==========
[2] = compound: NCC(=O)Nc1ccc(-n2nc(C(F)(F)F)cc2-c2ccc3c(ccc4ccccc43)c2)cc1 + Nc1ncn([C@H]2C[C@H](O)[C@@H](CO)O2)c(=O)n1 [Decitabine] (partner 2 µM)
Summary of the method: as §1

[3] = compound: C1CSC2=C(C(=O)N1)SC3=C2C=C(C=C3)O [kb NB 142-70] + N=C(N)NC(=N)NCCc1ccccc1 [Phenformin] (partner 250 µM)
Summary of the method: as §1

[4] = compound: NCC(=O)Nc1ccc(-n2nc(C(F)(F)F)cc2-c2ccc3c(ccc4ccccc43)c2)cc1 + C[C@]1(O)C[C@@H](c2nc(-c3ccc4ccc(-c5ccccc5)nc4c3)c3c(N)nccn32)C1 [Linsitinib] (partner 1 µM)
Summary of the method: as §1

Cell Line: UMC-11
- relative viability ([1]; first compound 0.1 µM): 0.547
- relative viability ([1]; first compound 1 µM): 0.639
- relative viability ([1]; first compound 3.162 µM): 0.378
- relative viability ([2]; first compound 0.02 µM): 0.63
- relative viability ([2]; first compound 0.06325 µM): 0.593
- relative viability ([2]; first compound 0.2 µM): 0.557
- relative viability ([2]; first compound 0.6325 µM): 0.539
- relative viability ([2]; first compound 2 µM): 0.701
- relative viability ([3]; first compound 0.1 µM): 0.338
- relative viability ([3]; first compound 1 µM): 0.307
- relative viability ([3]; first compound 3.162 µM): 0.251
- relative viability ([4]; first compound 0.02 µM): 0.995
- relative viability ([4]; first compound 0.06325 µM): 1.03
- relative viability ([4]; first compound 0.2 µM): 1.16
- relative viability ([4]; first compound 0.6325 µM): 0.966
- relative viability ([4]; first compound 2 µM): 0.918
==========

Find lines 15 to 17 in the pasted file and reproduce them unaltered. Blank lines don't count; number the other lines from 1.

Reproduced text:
- relative viability ([2]; first compound 2 µM): 0.701
- relative viability ([3]; first compound 0.1 µM): 0.338
- relative viability ([3]; first compound 1 µM): 0.307